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[N this series Mr. Stobart and Miss Somerville will illustrate the history of that very attractive branch of poetry-narrative-in its various forms, from the time of the Iliad to the poetry of today. Tho Odyssey and the Æneid, the Canterbury Tales, Paradise Lost, the Faerie Queene , the lays of Scott and Macaulay, the Ancient Mariner and Kubla Khan --these are some of the famous poems that will be included in their list.

A CENTRIFUGAL tendency distinguishes the intelligent theatre of today, and the drama-lover who has learnt to forsake the West End for the suburbs and the provincial centres now begins to find that even the village has something to contribute to the progress of the art. The amateur spirit, of course, thrives there as nowhere else. In this series of talks
Mrs. Penelope Wheeler , who has had much experience of village play production, will pass on some useful advice to those intending to follow in her footsteps, dealing with all sorts of points, from the choice of a play to stage decoration, and from authors' fees to tho niceties of production.

GWEN KNIGHT (Soprano)
The HENRY BRONKHURST TRJO :
JULIUS ROSTALL (Violin)
EDWARD .T. ROBINSON (Violoncello)
HENRY BRONKHURST (Pianoforte)

TRIO Trio in E Flat, Op. 1, Xo. 1 - Beethoven (1) Quick; (2) Slow, in a singing style; (3) Scherzo ; (.1) Finale-Quick
4.25 GWEN KNIGHT Das Wandorn (A-Roaminu) - Schubert
Wobiii (Whither ?) - Schubert
Der Xeugierige (The Inquisitive One) - Schubert
Trockene Blumen (Faaed Flowers) - Schubert
4.35 HEXRY BRONKHURST Musieal Moment, No. 3, in F Minor - Schubert
Impromptu, No.4, in A Flat - Schubert
4.48 GWEN KxiGHT Gretchen am Spinnrade (Margaret at the spinning wheel) - Schubert
Du'bist die Ruli' (Thou art my rosl) - Schubert
Lied der Migiton (Mignon's Song) - Schubert
Rastlose Liebe (Love's unrest) - Schubert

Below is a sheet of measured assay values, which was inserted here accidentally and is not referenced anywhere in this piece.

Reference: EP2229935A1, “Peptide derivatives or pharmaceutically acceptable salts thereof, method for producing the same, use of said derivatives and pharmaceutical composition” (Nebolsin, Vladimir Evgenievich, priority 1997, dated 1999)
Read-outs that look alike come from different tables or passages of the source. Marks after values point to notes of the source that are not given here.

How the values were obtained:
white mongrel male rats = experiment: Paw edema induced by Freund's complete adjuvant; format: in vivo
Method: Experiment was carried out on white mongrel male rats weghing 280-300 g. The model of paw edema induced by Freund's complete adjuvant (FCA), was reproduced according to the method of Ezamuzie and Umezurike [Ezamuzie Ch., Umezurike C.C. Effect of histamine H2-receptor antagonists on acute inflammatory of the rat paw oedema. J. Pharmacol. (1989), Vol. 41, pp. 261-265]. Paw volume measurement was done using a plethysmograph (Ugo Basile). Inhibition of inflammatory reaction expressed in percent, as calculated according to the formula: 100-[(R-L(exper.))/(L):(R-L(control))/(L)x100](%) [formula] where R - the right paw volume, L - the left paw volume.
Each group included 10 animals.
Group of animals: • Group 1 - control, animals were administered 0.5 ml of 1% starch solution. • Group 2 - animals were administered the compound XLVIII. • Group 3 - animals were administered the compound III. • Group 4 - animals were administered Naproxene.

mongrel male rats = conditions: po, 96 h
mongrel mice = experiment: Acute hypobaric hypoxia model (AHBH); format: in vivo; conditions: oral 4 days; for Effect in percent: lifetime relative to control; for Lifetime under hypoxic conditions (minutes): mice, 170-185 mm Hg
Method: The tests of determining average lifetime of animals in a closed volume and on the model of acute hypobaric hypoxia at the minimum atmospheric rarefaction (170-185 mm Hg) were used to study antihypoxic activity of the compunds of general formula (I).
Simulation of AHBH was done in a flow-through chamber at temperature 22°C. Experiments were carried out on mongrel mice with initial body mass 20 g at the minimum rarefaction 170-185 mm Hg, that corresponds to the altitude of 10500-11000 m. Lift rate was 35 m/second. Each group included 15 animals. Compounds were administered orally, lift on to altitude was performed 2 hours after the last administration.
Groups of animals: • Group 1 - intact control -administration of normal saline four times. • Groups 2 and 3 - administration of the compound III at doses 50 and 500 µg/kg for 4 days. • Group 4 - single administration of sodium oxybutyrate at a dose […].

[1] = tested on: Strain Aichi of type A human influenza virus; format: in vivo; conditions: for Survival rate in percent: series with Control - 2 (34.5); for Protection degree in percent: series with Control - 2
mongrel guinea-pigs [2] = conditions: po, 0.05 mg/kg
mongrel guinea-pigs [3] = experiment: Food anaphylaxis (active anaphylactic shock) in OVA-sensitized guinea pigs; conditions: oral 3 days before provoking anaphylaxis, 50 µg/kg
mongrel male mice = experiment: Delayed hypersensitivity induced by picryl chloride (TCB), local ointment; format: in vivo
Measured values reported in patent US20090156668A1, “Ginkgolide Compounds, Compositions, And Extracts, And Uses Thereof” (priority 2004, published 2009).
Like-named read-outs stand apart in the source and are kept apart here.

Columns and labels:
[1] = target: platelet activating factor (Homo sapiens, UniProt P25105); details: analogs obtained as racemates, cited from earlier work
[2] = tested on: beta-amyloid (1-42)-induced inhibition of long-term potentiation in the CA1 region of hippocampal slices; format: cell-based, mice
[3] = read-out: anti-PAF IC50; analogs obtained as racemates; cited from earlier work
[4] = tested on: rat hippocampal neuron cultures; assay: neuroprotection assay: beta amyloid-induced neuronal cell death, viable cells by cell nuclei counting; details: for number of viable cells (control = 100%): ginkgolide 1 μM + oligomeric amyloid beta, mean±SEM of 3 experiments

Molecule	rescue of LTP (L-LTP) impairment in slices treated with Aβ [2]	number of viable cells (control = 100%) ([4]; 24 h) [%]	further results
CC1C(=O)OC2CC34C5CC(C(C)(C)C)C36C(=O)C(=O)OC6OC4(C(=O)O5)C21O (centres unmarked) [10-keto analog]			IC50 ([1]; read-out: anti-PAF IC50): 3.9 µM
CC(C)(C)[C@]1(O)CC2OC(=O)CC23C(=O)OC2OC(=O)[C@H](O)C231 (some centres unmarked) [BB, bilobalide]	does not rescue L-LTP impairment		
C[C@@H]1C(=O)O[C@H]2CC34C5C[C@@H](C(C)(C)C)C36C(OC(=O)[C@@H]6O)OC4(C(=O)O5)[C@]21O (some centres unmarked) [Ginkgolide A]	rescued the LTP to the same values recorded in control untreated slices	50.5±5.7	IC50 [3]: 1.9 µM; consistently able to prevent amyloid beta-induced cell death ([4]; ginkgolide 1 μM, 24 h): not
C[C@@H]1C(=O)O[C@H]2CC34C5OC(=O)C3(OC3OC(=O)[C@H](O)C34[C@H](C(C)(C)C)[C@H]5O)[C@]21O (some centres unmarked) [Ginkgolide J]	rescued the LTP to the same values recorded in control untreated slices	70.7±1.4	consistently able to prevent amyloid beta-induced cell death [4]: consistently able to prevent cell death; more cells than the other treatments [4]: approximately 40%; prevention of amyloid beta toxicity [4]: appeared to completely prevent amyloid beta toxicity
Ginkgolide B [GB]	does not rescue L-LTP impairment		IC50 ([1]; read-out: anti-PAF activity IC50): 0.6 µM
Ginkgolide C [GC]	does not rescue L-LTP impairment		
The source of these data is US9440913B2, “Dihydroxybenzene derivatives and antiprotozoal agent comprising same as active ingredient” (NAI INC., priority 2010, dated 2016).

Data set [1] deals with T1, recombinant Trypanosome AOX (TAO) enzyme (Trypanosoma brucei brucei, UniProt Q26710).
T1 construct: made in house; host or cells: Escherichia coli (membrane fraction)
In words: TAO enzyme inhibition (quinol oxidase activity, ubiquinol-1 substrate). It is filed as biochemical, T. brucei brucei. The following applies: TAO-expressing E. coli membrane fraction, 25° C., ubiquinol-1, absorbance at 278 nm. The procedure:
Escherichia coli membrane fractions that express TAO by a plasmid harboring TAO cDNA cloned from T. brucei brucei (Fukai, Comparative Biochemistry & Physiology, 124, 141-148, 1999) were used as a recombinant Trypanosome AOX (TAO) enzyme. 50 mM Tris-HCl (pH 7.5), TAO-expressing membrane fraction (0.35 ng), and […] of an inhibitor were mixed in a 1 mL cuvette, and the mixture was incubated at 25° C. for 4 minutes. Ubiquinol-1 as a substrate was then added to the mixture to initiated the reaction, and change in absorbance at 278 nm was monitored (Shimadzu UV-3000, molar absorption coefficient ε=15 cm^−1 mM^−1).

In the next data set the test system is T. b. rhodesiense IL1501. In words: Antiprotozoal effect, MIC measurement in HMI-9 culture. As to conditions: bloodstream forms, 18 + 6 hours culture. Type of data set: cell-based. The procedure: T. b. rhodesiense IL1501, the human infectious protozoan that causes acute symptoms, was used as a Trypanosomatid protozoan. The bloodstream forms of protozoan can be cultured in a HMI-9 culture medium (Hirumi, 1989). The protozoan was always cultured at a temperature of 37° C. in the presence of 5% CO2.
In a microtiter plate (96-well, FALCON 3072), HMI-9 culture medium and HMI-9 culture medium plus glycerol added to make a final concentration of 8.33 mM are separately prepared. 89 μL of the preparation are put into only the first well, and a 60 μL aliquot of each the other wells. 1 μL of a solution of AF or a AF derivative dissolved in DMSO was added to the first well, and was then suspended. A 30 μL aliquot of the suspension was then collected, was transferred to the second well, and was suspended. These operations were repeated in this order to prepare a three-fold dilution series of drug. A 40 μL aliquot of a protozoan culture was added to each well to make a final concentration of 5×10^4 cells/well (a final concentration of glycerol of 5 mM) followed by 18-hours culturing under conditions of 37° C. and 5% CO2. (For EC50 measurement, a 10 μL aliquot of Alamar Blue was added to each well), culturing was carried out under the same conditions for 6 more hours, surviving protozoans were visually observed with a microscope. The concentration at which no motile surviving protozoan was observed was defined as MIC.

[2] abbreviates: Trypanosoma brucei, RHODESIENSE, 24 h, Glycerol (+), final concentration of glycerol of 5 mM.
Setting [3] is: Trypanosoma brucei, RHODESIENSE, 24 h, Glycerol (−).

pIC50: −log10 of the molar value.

4.58 HENRY BRONKHURST Trio Phantasy Pieces for Piano, Violin and Violoncello. Op. 58 - Schumann Romance ; Humoresque ; Duet; Finale

HOW much do you know ? That seems to be the question that most people are trying to answer nowadays. This evening's broadcast will not disclose your lack of knowledge of the fauna of Somaliland or the name of the mother .of the king who never smiled again, but it will probe your acquaintance with the English poets.
Listen to 'the parodies that will be read over the microphone ; make your guess at the poet at whom the parodist aimed ; and, instead of turning to page 3 for the correct answer, wait to hear them broadcast at the end.

An Opera in Threo Acts
By MONTEVERDI
Revised by VINCENT D'INDY

The Story of the Opera.

We count Monteverdi (1507-1643) as one of the greatest forces in Opera. He was a keen. fine thinker, and bold experimenter, in the days when opera was just coming to light - about the turn of the sixteenth and seventeenth centuries. He was both a summer-up of other people's styles and a maker of new. In dramatic effect (especially the power to depict scenes of deep feeling) and in his striking ideas about the use of the Orchestra, Monteverdi stands out above his contemporaries.

In 1613 he was appointed master of the music at St. Mark's, Venice, and there, were he had voices and instruments at command, he settled, to pursue in comfort his experiments in the composition of Opera. Some of the works of this most fruitful period are lost. The Oxford University Opera Club has recently revived Orpheus and The Coronation of Poppæa.

The Return of Ulysses to his Native Land came out in 1642. Its libretto was by Badoaro.